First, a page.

Monday, November 28, 2005


According to Canon Law, I have to make a 5 day retreat before being ordained a deacon. So, today I'm heading off to a hermitage in New Jersey for 5 days of silence. I"m actually very much looking forward to it. That's right, 5 days of silence. No TV, cell phone, email...nothing. It'll just be me and Christ. You can understand why I am excited. It'll be very refreshing to meet him in this silence.

My hope is that this week will help me enter into more deeply what it means to be a deacon (deacon=servant), and to let the Lord work on my heart. I'm not trying to have any expectations, but I do feel the Lord is pulling me in the direction of changing my heart to that of a servant. On a much deeper level. It is sirely needed!!

Please pray for me this week.. thay my heart will be changed. I will pray for you as I live as a hermit this week!

Wednesday, November 23, 2005

Giving thanks

A man looked at the menu at the airport restaurant, and realized that the sandsiches were named for planes. "I'll have a 'jumbo jet'", he said. When the order arrived, he was disappointed to see how small his burger was, but he ate it anyway.

He called his waiter over. "Was that the 'jumbo jet?'" he asked.

"Yeah", the waiter answered. "Went pretty fast, didn't it?"

Well, it was last year at this time that we started this site..right around Thanksgiving time. Please check out my post from last year's Thanksgiving for a good list of things for which we are thankful. Since we have launched this site, much has happened in our world, both locally at GW and globally. We have much to be thankful for, especially as we've seen so much suffering around us in the past year.

I hope that the natural disasters, especially Hurricane Rita and the tsunami, have brought each of us to our knees every night, thanking God for all that we have. Thanksgiving Day should be every day; to give thanks to God for all our blessings is a huge part of being a Christian. I go to Mass each day to thank Him mainly for the Eucharist (which means thanksgiving), but for all that He has given me. Every day is a gift from Him!

I thank Him for the great year I had at GW, for all of you with whom I had the great honor of meeting, for the situation I'm in now about to be ordained, all the great friends I've made, the incredible people I meet on a regular basis in ministry, for our faith, my great family, my gifts, vocation, and for my life. He has given me all of this, and I can never thank Him enough for all of it.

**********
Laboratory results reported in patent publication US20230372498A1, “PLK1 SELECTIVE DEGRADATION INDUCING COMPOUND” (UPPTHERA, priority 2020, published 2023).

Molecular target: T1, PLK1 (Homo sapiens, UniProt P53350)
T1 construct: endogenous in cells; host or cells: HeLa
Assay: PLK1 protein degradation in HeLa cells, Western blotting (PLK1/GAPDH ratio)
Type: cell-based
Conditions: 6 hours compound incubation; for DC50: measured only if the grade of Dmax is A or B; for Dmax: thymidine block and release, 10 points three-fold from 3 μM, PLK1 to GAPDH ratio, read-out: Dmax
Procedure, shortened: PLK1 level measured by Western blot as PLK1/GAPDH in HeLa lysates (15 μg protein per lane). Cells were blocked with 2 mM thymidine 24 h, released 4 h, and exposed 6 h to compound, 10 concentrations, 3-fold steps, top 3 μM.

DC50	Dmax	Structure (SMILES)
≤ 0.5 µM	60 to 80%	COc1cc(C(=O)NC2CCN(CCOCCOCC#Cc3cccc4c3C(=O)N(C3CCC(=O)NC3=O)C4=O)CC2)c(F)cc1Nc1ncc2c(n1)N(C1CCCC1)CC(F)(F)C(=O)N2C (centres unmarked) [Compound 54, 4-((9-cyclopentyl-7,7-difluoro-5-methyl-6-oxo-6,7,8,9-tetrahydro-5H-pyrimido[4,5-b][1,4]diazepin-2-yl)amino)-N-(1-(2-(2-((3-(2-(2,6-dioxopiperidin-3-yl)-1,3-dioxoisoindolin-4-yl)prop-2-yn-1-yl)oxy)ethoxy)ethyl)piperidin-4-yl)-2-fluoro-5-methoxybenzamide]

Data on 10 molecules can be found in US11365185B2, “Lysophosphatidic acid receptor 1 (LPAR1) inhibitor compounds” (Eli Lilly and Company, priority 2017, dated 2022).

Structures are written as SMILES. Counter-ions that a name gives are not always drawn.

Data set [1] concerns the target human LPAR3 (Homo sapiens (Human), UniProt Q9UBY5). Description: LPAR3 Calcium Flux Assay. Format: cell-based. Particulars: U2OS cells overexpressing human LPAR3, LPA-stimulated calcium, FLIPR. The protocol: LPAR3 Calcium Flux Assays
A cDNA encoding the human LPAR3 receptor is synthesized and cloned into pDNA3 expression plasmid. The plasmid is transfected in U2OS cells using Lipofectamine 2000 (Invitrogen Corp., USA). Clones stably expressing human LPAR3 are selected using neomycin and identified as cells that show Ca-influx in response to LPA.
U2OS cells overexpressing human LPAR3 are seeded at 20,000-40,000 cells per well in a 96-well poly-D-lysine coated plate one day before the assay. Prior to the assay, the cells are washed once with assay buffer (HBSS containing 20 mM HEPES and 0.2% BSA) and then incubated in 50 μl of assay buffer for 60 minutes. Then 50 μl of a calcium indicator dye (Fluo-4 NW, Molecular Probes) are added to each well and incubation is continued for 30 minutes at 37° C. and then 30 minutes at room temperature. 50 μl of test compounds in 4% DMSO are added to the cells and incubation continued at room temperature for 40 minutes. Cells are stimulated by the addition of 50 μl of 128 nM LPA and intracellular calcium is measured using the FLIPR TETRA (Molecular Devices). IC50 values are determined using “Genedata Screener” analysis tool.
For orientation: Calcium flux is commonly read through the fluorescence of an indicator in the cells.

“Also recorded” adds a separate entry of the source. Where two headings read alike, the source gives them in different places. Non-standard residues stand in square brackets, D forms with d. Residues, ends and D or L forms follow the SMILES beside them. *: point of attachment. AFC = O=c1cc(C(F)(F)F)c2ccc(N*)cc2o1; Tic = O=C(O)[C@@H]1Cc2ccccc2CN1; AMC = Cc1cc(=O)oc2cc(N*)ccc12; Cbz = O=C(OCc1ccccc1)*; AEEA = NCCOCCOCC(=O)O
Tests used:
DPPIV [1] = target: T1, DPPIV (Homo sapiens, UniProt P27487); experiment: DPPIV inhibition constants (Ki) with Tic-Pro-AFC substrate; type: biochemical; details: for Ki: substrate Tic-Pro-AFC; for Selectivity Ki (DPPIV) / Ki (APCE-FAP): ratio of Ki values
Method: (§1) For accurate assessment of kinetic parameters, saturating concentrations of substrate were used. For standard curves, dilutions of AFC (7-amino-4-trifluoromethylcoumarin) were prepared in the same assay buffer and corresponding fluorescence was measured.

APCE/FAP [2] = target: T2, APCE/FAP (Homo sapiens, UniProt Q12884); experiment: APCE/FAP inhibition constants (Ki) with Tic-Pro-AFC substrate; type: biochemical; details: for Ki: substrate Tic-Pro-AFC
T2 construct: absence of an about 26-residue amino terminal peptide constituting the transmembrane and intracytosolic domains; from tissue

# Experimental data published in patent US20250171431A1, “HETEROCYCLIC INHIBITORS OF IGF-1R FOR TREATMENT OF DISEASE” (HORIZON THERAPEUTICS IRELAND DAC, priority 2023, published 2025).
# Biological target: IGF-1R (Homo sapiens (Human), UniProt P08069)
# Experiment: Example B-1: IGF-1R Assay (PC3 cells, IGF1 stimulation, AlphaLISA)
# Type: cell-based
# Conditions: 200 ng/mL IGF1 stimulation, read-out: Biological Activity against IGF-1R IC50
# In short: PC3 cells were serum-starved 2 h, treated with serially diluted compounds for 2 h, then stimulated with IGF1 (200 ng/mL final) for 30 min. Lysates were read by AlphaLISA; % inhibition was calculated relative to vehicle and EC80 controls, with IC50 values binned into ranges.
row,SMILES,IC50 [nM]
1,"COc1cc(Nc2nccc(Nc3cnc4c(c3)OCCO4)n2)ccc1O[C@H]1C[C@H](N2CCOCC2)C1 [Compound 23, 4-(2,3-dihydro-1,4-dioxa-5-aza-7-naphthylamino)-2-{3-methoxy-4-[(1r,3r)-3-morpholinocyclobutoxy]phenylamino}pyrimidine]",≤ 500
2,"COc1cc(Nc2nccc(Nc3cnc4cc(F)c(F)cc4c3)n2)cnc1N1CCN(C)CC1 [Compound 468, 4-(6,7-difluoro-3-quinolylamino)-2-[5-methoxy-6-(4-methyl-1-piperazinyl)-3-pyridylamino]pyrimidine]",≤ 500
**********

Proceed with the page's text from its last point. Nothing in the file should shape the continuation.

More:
For what are you thankful?

I wish everyone a happy and blessed Thanksgiving!! Be safe!

Wednesday, November 16, 2005

Update on Maria Turner

On the post just below this one ("Who is your hero?"), I write about a real hero, Maria Stefko Turner. Maria has made a special request for prayers, so please pray for her. Here is an update on her situation.

She went on Monday for her 3 month check up, and the Cat Scan showed a new infected lymph node around her heart. She goes for a Pet Scan on tomorrow. Next Monday, she will begin intense chemotherapy to shrink the disease. Maria also has an upcoming bone marrow transplant, and they are looking at her family members as potential donors.

Maria writes this: "I could really use a lot of prayers to help give me the strength to fight this and, God willing, be cured. Thank you for your prayers and support."

Please show Maria your support by leaving a comment to this post, assuring her of your prayers. Either she will read your comments, or her family members will read them to her.

Thank you all very much!

Who is your hero?

The following is a reflection I gave on July 28 at the parish where I was this past summer. Please pray for our hero, Maria Stefko Turner.
Years ago, I had a T-shirt with a list of celebrities’ names on the front of it– rock stars, athletes, politicians. Across the front were the words, 'Who is your hero?' Then, on the back of the shirt were the words 'Would he die for you?' with a big Cross. The point is that Jesus Christ is the greatest hero the world has ever seen. That, to live a heroic life is to live heroic love. Jesus says that heroic love is the greatest love: “to lay down one’s life for one’s friends” (John 15:13). Jesus freely accepted laying down his own life for each one of us, his friends.

If I were to make a shirt today with a list of my heroes, certainly all mothers would be on it. Every mother makes great sacrifices, as many of you here today can attest. Through pregnancy, labor, nurturing, and raising a child, every mother lives sacrificial love. There is a very short list of mothers, though, who have made the greatest sacrifice and laid down their lives for their child.